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To the class of 2007,

There is more out there than this. You may think that it is noble to struggle, you make think it is honest to be true to where you started. But believe me when I say that letting go will let you fly. Remove your baggage and jump weightless into the clouds and don't look down until you have reached the top. You may think that it is crude to simplify all you have to say but believe me when I say that there are millions waiting if you are willing to speak their language. You may find it reductive to speak to the heart of the masses but believe me when I say there is nothing stronger than the unity of one crowd. Forget the rules, break the box, leave education. Believe George Clinton when he says "free your mind and your ass will follow".

It's time for my victory lap.

“I got to shine, Now throw your hands up in the sky.”

Graduating from what, to where?


Kanye West supported U2 on tour – a rap star in a pop stars world – and found conducting the emotions of thousands irresistible. Found power in symphonising euphoria; nothing was more alluring than a packed arena moving in clustered waves, blooming into dance at the pound of the drums beneath their feet and then drowning out their roars with your own music.

For Kanye, a man who had defied all expectations and found himself still unsatisfied, he had had a taste of the good life; for an hour of mingled expression and ego in front of the largest crowds of his life, he had seen his desires crystallised. And he understood that a new paradigm of hip-hop needed to be uncovered if he wanted to make home these arenas and make monuments out of these building-high speakers.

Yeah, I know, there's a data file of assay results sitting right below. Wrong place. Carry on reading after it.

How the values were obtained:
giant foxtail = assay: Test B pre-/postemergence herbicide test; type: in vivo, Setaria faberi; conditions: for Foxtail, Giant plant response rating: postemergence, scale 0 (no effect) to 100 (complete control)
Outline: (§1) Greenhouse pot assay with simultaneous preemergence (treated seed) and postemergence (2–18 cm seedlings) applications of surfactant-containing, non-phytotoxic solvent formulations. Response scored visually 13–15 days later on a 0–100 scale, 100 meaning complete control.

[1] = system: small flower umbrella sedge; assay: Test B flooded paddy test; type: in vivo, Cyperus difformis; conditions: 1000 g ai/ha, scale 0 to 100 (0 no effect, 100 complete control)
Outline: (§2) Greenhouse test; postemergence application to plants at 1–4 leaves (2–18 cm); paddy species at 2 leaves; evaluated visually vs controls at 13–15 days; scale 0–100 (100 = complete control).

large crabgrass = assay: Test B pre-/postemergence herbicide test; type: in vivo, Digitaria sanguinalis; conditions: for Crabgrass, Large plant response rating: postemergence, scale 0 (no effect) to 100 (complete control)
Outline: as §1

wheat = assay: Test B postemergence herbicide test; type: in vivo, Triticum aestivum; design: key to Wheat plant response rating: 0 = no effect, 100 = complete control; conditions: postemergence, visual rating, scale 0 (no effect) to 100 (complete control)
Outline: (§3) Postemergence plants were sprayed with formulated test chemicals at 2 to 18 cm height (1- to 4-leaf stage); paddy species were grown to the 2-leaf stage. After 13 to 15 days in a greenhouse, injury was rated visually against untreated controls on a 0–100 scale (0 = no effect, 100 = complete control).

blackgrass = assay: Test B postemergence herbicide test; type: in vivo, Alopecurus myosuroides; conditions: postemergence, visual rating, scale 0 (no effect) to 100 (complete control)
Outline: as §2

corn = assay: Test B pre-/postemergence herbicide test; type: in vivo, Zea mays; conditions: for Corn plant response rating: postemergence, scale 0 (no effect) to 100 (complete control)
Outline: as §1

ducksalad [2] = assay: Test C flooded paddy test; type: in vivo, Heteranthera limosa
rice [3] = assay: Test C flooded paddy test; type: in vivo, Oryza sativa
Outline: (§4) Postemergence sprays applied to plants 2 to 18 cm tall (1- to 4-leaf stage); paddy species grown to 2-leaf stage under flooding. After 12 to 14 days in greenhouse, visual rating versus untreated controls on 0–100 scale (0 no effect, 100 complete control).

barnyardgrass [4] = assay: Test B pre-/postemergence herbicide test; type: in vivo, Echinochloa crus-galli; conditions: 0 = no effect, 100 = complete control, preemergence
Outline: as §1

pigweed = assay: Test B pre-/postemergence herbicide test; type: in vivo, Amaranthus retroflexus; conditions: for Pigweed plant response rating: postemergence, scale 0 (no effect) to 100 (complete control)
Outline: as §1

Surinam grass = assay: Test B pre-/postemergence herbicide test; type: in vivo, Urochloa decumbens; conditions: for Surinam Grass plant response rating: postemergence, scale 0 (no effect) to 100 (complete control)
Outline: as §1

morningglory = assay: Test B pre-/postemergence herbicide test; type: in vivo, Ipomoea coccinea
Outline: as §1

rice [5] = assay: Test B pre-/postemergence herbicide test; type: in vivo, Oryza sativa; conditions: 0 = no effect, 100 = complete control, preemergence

GRADUATION is Kanye’s diploma to fame. Having begun his career by dropping out of the producer role laid stiflingly out for him, he now decides to leave the traditional lyricism of hip-hop behind to build anthems for the masses. GRADUATION’S string of hook-heavy bangers are motor-pushed by trance beats with a club scope and overlooked by lightning synths. They sound better the higher the volume is and the volume will never crank high enough.


He graduates from soul. It is not a complete departure from the sample decked spins of West’s previous efforts, but GRADUATION samples Steely Dan on Champion, Daft Punk on the now iconic Stronger and isn’t afraid to lace guitar and rock into its hip-pop brew and any soul remaining is still run through liquor and electric, dripping in UV paint. His vision is a futurist utopia: to sing alone from stratospheric storm clouds hanging above the great coming together of neon stadiums. Heaven is a party and Mr. West’s set is next.


“I’ve been waiting on this my whole life.

These dreams be waking me up at night. You say

I think I’m never wrong,

You know what maybe you’re right.”


He graduates from the grind. Tired of playing in the sand with the petty rap game, numbers race and list debates (of which he never truly felt a part of from the start), he aims for the stars, launched by the thrust of a subwoofer. His crosshairs centre on the top and takes on 50 Cent in a sales battle and demolishes him, easily. Perfection possesses and Stronger takes on 75 different iterations before release. Its abundance in popular culture proves his efforts worth it.

He graduates this life and flies to the next, embraces celebrity in a sky where the stars are LED’s and you can lounge on a crescent moon. GRADUATION marks the first collaboration with Takashi Murakami, who concludes the trilogy by transforming the dropout bear into psychedelic anime, an inhabitant of a fantasy world that we no longer recognise. From all the way up there, Kanye becomes determinedly populist. Tricks of the trade learnt, he no longer will be called a “rapper” or a “producer”. Now, instead, a “musician”. He prophesises that one day hip-hop will be the new pop - perhaps in Kanye’s head it always was.

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